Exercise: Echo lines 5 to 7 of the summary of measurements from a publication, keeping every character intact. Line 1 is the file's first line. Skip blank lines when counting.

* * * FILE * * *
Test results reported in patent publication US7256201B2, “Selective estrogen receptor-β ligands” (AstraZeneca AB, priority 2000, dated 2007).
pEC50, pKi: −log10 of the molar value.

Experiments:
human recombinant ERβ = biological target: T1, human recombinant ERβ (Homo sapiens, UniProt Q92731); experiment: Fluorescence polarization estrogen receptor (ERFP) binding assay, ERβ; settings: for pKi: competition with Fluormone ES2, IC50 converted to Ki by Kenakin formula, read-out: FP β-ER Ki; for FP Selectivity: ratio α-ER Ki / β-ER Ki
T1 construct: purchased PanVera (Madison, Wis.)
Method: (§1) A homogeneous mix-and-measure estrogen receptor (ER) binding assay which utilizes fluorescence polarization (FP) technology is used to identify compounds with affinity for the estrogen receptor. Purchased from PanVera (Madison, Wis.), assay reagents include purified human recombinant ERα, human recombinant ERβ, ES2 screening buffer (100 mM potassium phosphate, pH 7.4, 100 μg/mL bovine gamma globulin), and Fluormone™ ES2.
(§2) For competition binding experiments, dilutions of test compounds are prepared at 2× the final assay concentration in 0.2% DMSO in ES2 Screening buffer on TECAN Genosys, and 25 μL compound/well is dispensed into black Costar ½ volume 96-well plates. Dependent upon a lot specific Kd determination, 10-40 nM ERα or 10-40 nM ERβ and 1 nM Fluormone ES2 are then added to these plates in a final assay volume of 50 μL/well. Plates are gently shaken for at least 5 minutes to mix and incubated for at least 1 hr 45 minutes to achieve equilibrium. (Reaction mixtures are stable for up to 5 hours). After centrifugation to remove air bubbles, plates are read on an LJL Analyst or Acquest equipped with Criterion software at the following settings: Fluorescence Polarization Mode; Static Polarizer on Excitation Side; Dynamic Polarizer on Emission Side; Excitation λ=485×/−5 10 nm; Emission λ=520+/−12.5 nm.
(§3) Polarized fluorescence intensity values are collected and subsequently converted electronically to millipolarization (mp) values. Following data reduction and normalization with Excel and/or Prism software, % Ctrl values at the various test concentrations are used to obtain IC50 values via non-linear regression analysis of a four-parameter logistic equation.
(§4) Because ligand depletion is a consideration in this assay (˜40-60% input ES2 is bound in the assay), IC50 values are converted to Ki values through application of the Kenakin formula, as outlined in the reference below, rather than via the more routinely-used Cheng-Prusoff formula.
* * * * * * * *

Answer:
T1 construct: purchased PanVera (Madison, Wis.)
Method: (§1) A homogeneous mix-and-measure estrogen receptor (ER) binding assay which utilizes fluorescence polarization (FP) technology is used to identify compounds with affinity for the estrogen receptor. Purchased from PanVera (Madison, Wis.), assay reagents include purified human recombinant ERα, human recombinant ERβ, ES2 screening buffer (100 mM potassium phosphate, pH 7.4, 100 μg/mL bovine gamma globulin), and Fluormone™ ES2.
(§2) For competition binding experiments, dilutions of test compounds are prepared at 2× the final assay concentration in 0.2% DMSO in ES2 Screening buffer on TECAN Genosys, and 25 μL compound/well is dispensed into black Costar ½ volume 96-well plates. Dependent upon a lot specific Kd determination, 10-40 nM ERα or 10-40 nM ERβ and 1 nM Fluormone ES2 are then added to these plates in a final assay volume of 50 μL/well. Plates are gently shaken for at least 5 minutes to mix and incubated for at least 1 hr 45 minutes to achieve equilibrium. (Reaction mixtures are stable for up to 5 hours). After centrifugation to remove air bubbles, plates are read on an LJL Analyst or Acquest equipped with Criterion software at the following settings: Fluorescence Polarization Mode; Static Polarizer on Excitation Side; Dynamic Polarizer on Emission Side; Excitation λ=485×/−5 10 nm; Emission λ=520+/−12.5 nm.